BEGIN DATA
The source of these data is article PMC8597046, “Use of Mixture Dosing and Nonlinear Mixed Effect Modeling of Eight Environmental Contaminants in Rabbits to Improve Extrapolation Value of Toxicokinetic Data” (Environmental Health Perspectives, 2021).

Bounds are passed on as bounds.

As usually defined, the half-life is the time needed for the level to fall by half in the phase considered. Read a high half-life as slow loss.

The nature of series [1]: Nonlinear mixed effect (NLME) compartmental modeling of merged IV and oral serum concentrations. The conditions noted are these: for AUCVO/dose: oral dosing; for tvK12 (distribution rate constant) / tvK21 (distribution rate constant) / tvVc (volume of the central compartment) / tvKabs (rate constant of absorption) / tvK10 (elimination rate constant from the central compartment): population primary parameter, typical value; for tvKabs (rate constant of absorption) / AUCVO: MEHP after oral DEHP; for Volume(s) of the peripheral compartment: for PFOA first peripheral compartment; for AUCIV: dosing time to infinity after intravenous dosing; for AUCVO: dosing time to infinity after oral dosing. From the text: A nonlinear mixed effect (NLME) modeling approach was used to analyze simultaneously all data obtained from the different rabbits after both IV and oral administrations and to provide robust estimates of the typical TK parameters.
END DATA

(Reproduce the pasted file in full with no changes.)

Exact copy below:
The source of these data is article PMC8597046, “Use of Mixture Dosing and Nonlinear Mixed Effect Modeling of Eight Environmental Contaminants in Rabbits to Improve Extrapolation Value of Toxicokinetic Data” (Environmental Health Perspectives, 2021).

Bounds are passed on as bounds.

As usually defined, the half-life is the time needed for the level to fall by half in the phase considered. Read a high half-life as slow loss.

The nature of series [1]: Nonlinear mixed effect (NLME) compartmental modeling of merged IV and oral serum concentrations. The conditions noted are these: for AUCVO/dose: oral dosing; for tvK12 (distribution rate constant) / tvK21 (distribution rate constant) / tvVc (volume of the central compartment) / tvKabs (rate constant of absorption) / tvK10 (elimination rate constant from the central compartment): population primary parameter, typical value; for tvKabs (rate constant of absorption) / AUCVO: MEHP after oral DEHP; for Volume(s) of the peripheral compartment: for PFOA first peripheral compartment; for AUCIV: dosing time to infinity after intravenous dosing; for AUCVO: dosing time to infinity after oral dosing. From the text: A nonlinear mixed effect (NLME) modeling approach was used to analyze simultaneously all data obtained from the different rabbits after both IV and oral administrations and to provide robust estimates of the typical TK parameters.